And with that, the Prosecution rests.
The Defense may now make its statement...
Thank you, your Honor.
We have listened now for too long as the Prosecution has laid out this whole laundry list of terrible, unspeakable deeds-- a compedium, as it were, of all the bad things that have happened in Western Civilization over the past 2000 years, all laid, were are to believe, at the feet of Christianity, all to be blamed on the teachings of that simple rabbi of Nazareth.
Now, I am not going to argue that individual Christians have not commited heinious deeds. Can I say that, in the millennia that have come and gone, no Christian has ever perverted his or her faith, bent it towards doing evil deeds? Of course not! What faith-- what ideology-- what religion-- what school of philosophy-- culd ever claim such purity? None! None whatsoever!
And are we to implicate Jesus, and the early founders of the Christian movement-- indeed, implicate all Christians everywhere, in all times-- due to a sort of reverse of the Nuremberg reasoning. Not this time: "My superiors told me to do it". But rather-- "I did it, and my superiors are to blame"? What utter, irrational nonesense!
At times like this, as we face a new century, we look back at the blood-stained pages of history, and we want someone to blame for it all. We want a scapegoat top explain away all the evil our world has seen. So, the hue and cry arises: "Blame Christianity! Blame Christianity! It seems that everything's gone wrong, since Christianity came along!"
But is that what history truly shows? I think not.
If we are to consider the words of Jesus which the prosecution has offered-- stripped of their context, without background or explanation, then we must listen to these words he spoke as well:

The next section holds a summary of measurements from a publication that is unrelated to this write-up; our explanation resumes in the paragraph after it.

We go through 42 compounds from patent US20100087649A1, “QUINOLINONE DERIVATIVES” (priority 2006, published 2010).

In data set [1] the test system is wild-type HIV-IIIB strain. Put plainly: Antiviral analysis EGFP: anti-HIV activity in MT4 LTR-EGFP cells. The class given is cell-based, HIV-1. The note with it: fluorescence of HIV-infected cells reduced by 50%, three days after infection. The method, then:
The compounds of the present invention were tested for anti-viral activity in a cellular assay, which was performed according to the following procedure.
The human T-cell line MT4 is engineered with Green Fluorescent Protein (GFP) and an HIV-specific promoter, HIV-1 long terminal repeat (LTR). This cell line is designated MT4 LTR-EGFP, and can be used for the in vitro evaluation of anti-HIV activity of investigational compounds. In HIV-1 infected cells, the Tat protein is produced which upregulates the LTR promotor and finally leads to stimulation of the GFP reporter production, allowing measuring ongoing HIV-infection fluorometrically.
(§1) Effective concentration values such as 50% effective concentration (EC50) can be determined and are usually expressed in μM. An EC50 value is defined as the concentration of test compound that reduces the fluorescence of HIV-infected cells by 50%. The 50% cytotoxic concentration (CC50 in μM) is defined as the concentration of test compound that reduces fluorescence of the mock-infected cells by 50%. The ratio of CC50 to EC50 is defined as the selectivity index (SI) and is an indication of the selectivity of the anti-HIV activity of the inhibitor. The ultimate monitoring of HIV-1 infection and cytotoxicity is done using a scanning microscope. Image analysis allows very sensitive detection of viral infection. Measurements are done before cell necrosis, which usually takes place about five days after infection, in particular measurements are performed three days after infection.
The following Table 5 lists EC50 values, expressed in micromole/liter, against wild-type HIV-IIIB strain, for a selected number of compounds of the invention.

"You have learnt how it was said, 'Eye for an eye and tooth for tooth.' Buty I say to you, offer the wicked man no resistance. If anyone strikes you on the right cheek, turn the other also... You have heard that it was said, 'You shall love your neighbor and hate your enemy.' But I say to you, Love your enemies and pray for those who prsecute you, so that you may be children of your Father in Heaven... Love your enemies, do good to those who hate you, bless htose who curse you, pray for those who treat you badly."
Are these the words of a tyrant, a power-hungry megalomaniac? Not at all! Scholars have studied the Gospel account at length, of course; every word is accounted for. The theme that emerges first is the coming of the realm of God. The theme that is second is our need to love one another. Third is concern for the poor and downtrodden. Fourth is the need to do justice. This, ladies and gentlemen, and no later additions, is the real heart of Christianity: caring, compassion, justice, and love...
And by their fruits you shall know them, we have been taught. And what fruits has Christianity borne though the years?
First of all, it has given us the gift of human dignity. Both Aristotle and Plato, those highly-esteemed exemplars of the earlir order, held that most human beings are by nature docile and slavish, and suitable only for slavery. Athens was a slave state! Let's put Aristotle and Plato on trial for that, too, if we're going to put Christian slaveowners in the docket! "Dignitas" was only for the few, the elite, in the Classical viewpoint.
Christianity, on the other hand, says that inherent worth and dignity are universal-- dignity exists in all human beings, for all human beings are loved by their Creator, made in their Creator's image, and destined for eternal bliss and happiness with God.
"Thou shalt love thy neighbor as thyself," The Jewish law taught. This principle was refined and amplified in the Christian worldview, and became: "He who loveth God, loveth his brother also." And his sister. As Immanuel Kant said: "Act so that you treath humanity, whether in your own person or in that of another, always as an end and never as a means only." True Christianity is about caring for one another.